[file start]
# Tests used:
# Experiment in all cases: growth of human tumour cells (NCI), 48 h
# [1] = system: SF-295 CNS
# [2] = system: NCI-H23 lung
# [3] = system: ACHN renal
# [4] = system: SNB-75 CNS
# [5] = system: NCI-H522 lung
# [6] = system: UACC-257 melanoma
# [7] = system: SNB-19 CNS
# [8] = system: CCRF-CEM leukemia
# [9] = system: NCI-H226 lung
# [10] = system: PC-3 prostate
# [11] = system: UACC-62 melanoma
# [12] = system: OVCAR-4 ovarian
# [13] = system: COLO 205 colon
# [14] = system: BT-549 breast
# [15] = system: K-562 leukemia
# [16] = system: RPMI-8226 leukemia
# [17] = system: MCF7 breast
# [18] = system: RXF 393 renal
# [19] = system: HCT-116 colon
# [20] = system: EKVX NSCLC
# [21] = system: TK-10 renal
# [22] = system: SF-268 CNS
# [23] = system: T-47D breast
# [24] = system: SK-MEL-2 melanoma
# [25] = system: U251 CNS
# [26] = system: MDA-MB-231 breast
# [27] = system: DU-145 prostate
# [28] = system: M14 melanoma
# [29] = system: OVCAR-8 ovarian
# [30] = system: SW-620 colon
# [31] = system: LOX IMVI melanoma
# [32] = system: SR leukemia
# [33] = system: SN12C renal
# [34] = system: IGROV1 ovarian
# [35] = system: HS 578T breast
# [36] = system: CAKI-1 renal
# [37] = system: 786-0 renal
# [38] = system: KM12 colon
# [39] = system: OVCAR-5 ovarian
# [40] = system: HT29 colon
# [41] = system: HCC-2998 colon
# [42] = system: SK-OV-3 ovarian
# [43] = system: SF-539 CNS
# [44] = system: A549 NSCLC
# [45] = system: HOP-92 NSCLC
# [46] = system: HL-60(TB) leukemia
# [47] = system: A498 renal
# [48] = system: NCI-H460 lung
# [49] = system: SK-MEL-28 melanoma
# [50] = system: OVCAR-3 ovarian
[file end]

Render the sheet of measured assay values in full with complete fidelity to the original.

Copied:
# Tests used:
# Experiment in all cases: growth of human tumour cells (NCI), 48 h
# [1] = system: SF-295 CNS
# [2] = system: NCI-H23 lung
# [3] = system: ACHN renal
# [4] = system: SNB-75 CNS
# [5] = system: NCI-H522 lung
# [6] = system: UACC-257 melanoma
# [7] = system: SNB-19 CNS
# [8] = system: CCRF-CEM leukemia
# [9] = system: NCI-H226 lung
# [10] = system: PC-3 prostate
# [11] = system: UACC-62 melanoma
# [12] = system: OVCAR-4 ovarian
# [13] = system: COLO 205 colon
# [14] = system: BT-549 breast
# [15] = system: K-562 leukemia
# [16] = system: RPMI-8226 leukemia
# [17] = system: MCF7 breast
# [18] = system: RXF 393 renal
# [19] = system: HCT-116 colon
# [20] = system: EKVX NSCLC
# [21] = system: TK-10 renal
# [22] = system: SF-268 CNS
# [23] = system: T-47D breast
# [24] = system: SK-MEL-2 melanoma
# [25] = system: U251 CNS
# [26] = system: MDA-MB-231 breast
# [27] = system: DU-145 prostate
# [28] = system: M14 melanoma
# [29] = system: OVCAR-8 ovarian
# [30] = system: SW-620 colon
# [31] = system: LOX IMVI melanoma
# [32] = system: SR leukemia
# [33] = system: SN12C renal
# [34] = system: IGROV1 ovarian
# [35] = system: HS 578T breast
# [36] = system: CAKI-1 renal
# [37] = system: 786-0 renal
# [38] = system: KM12 colon
# [39] = system: OVCAR-5 ovarian
# [40] = system: HT29 colon
# [41] = system: HCC-2998 colon
# [42] = system: SK-OV-3 ovarian
# [43] = system: SF-539 CNS
# [44] = system: A549 NSCLC
# [45] = system: HOP-92 NSCLC
# [46] = system: HL-60(TB) leukemia
# [47] = system: A498 renal
# [48] = system: NCI-H460 lung
# [49] = system: SK-MEL-28 melanoma
# [50] = system: OVCAR-3 ovarian